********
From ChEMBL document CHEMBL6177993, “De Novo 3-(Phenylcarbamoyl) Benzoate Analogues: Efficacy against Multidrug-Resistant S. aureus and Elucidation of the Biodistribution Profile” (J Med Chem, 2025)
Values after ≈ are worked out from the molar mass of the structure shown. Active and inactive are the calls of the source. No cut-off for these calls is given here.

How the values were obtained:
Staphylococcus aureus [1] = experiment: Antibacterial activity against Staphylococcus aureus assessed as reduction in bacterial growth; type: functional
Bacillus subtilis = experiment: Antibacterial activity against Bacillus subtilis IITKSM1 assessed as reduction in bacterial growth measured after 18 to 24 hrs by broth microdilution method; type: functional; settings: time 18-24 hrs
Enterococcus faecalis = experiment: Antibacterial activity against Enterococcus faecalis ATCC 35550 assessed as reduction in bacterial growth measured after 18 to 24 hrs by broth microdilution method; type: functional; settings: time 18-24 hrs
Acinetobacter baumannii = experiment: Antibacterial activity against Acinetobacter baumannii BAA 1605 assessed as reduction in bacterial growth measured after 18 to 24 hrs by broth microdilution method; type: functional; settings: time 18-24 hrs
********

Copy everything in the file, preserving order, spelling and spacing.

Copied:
From ChEMBL document CHEMBL6177993, “De Novo 3-(Phenylcarbamoyl) Benzoate Analogues: Efficacy against Multidrug-Resistant S. aureus and Elucidation of the Biodistribution Profile” (J Med Chem, 2025)
Values after ≈ are worked out from the molar mass of the structure shown. Active and inactive are the calls of the source. No cut-off for these calls is given here.

How the values were obtained:
Staphylococcus aureus [1] = experiment: Antibacterial activity against Staphylococcus aureus assessed as reduction in bacterial growth; type: functional
Bacillus subtilis = experiment: Antibacterial activity against Bacillus subtilis IITKSM1 assessed as reduction in bacterial growth measured after 18 to 24 hrs by broth microdilution method; type: functional; settings: time 18-24 hrs
Enterococcus faecalis = experiment: Antibacterial activity against Enterococcus faecalis ATCC 35550 assessed as reduction in bacterial growth measured after 18 to 24 hrs by broth microdilution method; type: functional; settings: time 18-24 hrs
Acinetobacter baumannii = experiment: Antibacterial activity against Acinetobacter baumannii BAA 1605 assessed as reduction in bacterial growth measured after 18 to 24 hrs by broth microdilution method; type: functional; settings: time 18-24 hrs